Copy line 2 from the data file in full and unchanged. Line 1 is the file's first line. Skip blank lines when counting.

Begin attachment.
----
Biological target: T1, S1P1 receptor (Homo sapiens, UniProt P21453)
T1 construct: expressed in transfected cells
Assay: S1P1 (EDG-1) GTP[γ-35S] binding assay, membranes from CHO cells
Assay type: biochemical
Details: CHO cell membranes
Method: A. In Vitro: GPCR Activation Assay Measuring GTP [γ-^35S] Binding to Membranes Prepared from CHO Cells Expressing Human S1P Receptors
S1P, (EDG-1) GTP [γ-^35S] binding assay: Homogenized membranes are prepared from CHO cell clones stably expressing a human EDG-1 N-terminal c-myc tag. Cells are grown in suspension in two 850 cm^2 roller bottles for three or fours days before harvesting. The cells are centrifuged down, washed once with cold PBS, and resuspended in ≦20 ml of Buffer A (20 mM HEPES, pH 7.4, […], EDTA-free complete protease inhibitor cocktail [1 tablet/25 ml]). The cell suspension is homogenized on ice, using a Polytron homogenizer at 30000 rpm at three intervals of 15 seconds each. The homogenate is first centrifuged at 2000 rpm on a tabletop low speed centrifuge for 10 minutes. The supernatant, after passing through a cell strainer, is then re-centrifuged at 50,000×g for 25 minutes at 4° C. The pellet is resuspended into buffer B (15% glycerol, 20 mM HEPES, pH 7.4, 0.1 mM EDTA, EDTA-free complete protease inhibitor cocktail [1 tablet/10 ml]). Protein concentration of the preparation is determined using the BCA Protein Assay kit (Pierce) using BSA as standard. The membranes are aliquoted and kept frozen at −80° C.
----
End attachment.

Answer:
T1 construct: expressed in transfected cells